Justin

  5. J says:

    Thanks, I appreciate it. Hopefully the 60926 is good for mold and can be used alone. But with that adapter (502) you mentioned, I’ll be tempted to put the 2097 on it too. That is unless it’s overkill and starts to get hard to breath through them. I’ll do it if it’s needed. That said, finding out which ones truly protect from mold would be good to know, if you can find that. I’ll wait for your reply, thanks again.

    • Administrator says:

      You are definitely good with the 3M 60926. Fear not!

      You’ve said you have a full-face mask. That will keep any mold spores from getting into your eyes, which is critical.

      The 3M 60926 cartridge has a P-100 HEPA filter which will keep out 99.97% of all particles down to .3 microns. That’s incredibly small and will definitely keep mold spores from entering your lungs.

      This is almost exactly what I would recommend for you. The only difference is I might have recommended the multi-gas cartridge 3M 6006 (which is the base for the 60926) with an attachable pre-filter. And the only reason is that the 60926 combo doesn’t allow you to change filters if they fill up before the cartridge runs out. The 60926 are a little more expensive, but if you are just working on one big job, they will likely last you just fine.

      Remember, if it becomes hard to pull a breath through the cartridge, the filter part is likely full, and it’s time to change them out. HEPA filters don’t break down and start letting those harmful particles in, they just clog the filter and pulling breath through them becomes more difficult.

      Good luck on your project!

      Let us know if you have any more questions.

      Justin
      PK Safety

  6. J says:

    Oh, that’s great to hear then. So I’ll go ahead with the 60926 then. I also have a full-face mask which is new for me. But it feels a lot better knowing the shield is in front, plus a lot better than goggles in my opinion. Sometimes it feels like it’s not there because the view is wider than goggles, but it’s great.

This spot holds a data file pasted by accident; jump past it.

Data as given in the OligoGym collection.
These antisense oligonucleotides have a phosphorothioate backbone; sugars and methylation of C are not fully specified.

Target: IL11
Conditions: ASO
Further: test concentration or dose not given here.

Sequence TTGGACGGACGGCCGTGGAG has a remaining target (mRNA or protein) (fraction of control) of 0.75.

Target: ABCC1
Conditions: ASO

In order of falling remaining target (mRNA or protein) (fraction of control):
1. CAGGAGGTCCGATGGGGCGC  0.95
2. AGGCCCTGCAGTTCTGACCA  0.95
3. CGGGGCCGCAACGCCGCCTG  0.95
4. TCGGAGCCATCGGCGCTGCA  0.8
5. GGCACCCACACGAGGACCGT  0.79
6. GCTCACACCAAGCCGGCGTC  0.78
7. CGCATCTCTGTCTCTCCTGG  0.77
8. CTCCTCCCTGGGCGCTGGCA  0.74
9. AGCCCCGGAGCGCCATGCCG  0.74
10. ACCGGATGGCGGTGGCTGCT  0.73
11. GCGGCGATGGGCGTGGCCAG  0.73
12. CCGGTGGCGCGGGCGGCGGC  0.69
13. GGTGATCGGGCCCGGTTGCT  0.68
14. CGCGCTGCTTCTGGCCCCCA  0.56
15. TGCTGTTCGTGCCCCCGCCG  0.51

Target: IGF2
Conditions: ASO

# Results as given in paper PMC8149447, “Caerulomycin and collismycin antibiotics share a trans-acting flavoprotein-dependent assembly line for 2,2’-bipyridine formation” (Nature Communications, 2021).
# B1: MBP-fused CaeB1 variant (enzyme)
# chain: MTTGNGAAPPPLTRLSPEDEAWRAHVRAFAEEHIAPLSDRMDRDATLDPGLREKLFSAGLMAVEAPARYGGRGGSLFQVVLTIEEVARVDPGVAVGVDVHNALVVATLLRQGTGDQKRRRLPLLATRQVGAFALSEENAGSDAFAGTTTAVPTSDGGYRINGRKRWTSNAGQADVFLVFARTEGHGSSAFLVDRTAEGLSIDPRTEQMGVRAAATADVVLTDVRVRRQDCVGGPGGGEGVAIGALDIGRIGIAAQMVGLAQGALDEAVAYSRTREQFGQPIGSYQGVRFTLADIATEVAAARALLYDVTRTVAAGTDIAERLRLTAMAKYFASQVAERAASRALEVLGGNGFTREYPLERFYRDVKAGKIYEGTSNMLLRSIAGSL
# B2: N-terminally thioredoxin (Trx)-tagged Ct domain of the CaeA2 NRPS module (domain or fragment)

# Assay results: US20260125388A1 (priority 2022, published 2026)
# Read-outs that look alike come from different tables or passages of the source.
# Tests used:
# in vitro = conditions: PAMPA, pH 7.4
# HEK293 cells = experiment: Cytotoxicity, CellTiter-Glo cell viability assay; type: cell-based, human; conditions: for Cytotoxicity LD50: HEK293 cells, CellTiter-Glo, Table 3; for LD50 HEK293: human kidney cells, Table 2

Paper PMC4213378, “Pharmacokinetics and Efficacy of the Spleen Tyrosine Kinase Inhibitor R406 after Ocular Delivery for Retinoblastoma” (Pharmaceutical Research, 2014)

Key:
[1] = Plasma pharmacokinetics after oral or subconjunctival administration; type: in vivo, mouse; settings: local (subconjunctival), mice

I figure the filter will last a while since I’m only doing one job as you said. I can just put it away and save it in a bag when done. It’s not like it’s for work or that I’d be breathing through it 40 hours a week. I’ll hopefully be done in an afternoon or two. Sometime when the 60926 is used up, or gets hard to breath through, I may try the combo idea you mentioned.

    It’s also interesting what you said about HEPA’s. I know there’s one in the vacuum, so they are getting really popular. Again, I appreciate you taking the time to check that for me, and thanks for explaining it so well. One can never be too careful, I figure. Thanks again. take care.

  7. Henry says:

    Okay so my brother started working in this job were they heavily treat the area with bleach to kill all bacteria because it’s a food packing place & he has bearly had this job for 2 days and he is coming home coughing a lot day and night and with his eyes all watery and red !! Every day even tho he showers the bleach snell is still their with him & I’m worried about his health I was looking for a full face mask that will protect him against the bleach in his work area, he works inside in a closed placed idk if they have air circulating or not but I need the mask not to be to expense but to be durable and strong please I need your help thank you

    • Administrator says:

      Hi Henry,

      Thanks for writing. Full-face masks are quite a bit more expensive than half-face. But Moldex offers your best bet for full face protection, reasonably priced. Check out the Moldex 9000 series masks. The cartridges for taking bleach out of the air are the Moldex 7600 Multi-Gas/Vapor Smart cartridges. To keep the cartridges fresh, make sure the mask goes in a plastic, air-tight bag after each shift.

      Another less expensive option might be a good half-face mask like the 3M 7500 series and the 3M version of the multi-gas organic vapor cartridges.

      Hope this helps. Over-use of bleach can certainly cause a serious health hazard.

      Justin
      PK Safety Supply